Isl1 expression marks progenitor populations in developing embryos. In this study, we investigated the contribution of Isl1-expressing cells that utilize the β-catenin pathway to skeletal development. Inactivation of β-catenin in Isl1-expressing cells caused agenesis of the hindlimb skeleton and absence of the lower jaw (agnathia). In the hindlimb, Isl1-lineages broadly contributed to the mesenchyme; however, deletion of β-catenin in the Isl1-lineage caused cell death only in a discrete posterior domain of nascent hindlimb bud mesenchyme. We found that the loss of posterior mesenchyme, which gives rise to Shh-expressing posterior organizer tissue, caused loss of posterior gene expression and failure to expand chondrogenic precursor cells, leading to severe truncation of the hindlimb. In facial tissues, Isl1-expressing cells broadly contributed to facial epithelium. We found reduced nuclear β-catenin accumulation and loss of Fgf8 expression in mandibular epithelium of Isl1-/- embryos. Inactivating β-catenin in Isl1-expressing epithelium caused both loss of epithelial Fgf8 expression and death of mesenchymal cells in the mandibular arch without affecting epithelial proliferation and survival. These results suggest a Isl1→β-catenin→Fgf8 pathway that regulates mesenchymal survival and development of the lower jaw in the mandibular epithelium. By contrast, activating β-catenin signaling in Isl1-lineages caused activation of Fgf8 broadly in facial epithelium. Our results provide evidence that, despite its broad contribution to hindlimb mesenchyme and facial epithelium, the Isl1-β-catenin pathway regulates skeletal development of the hindlimb and lower jaw through discrete populations of cells that give rise to Shh-expressing posterior hindlimb mesenchyme and Fgf8-expressing mandibular epithelium.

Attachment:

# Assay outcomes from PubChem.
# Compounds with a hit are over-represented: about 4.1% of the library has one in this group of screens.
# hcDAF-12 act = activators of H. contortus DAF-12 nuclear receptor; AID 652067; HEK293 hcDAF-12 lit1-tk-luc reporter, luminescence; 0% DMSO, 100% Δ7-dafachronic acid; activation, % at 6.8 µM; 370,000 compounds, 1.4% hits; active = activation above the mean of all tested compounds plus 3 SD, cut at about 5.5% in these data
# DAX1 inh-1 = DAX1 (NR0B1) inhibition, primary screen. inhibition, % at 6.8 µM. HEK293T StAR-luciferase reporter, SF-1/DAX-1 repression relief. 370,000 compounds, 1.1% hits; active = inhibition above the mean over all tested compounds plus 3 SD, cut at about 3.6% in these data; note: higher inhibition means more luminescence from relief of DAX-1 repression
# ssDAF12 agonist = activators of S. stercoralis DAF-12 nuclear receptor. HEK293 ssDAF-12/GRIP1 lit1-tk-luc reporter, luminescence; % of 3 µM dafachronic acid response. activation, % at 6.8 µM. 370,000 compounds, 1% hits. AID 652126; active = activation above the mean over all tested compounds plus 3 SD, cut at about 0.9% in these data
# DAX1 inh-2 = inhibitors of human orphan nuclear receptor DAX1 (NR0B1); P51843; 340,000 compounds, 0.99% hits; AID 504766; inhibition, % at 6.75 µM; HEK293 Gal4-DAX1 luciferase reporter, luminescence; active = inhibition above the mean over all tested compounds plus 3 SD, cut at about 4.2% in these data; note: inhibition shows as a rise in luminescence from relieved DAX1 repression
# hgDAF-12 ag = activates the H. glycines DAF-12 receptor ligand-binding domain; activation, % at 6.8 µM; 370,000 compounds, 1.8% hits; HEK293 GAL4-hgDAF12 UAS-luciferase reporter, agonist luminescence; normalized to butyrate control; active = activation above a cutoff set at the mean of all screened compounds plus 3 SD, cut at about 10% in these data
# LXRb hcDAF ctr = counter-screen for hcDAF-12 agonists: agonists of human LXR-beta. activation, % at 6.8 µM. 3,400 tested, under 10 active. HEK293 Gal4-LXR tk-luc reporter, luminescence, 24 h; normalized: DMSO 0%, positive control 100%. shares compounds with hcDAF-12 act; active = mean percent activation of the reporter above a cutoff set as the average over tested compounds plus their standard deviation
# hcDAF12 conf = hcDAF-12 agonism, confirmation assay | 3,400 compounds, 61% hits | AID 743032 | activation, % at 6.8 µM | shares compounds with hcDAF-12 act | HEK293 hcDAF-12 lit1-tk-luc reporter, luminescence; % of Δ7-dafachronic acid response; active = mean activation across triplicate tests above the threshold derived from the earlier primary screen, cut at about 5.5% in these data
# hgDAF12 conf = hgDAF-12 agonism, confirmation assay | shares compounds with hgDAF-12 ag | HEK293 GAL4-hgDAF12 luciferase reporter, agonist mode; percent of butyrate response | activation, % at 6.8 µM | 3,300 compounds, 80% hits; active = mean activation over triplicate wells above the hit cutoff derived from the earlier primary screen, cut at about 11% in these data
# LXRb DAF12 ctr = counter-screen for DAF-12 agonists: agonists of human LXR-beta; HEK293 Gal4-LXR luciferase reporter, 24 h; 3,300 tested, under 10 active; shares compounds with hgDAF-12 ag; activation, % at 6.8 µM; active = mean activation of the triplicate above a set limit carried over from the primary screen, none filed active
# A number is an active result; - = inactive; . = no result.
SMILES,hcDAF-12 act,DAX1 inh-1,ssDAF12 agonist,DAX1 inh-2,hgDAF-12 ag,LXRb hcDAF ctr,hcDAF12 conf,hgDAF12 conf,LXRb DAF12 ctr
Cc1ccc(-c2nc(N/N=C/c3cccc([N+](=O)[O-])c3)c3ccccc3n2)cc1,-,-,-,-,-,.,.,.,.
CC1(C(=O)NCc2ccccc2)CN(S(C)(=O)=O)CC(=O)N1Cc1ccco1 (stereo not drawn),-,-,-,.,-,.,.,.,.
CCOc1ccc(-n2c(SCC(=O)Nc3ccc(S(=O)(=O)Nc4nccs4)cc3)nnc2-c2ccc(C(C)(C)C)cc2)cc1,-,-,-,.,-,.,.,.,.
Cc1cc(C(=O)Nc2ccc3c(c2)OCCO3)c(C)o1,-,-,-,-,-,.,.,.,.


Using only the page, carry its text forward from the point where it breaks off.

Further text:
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We are grateful to Dr. Juan Carlos Izpisúa Belmonte for in situ probes, and Dr. Yasushi Nakagawa and Dr. Michael O'Connor for the use of their equipment. We thank Thu Quach, Elizabeth West, Jenna Matson, Julia Wong and Brian Schmidt for their excellent technical support, and Austin Johnson for editorial assistance. This work was supported by the National Institute of Dental and Craniofacial Research of NIH to A.P. ( DE016601 ) and by the National Institute of Arthritis and Musculoskeletal and Skin Diseases of NIH to Y.K. ( R01AR064195 ).
- Branchial arch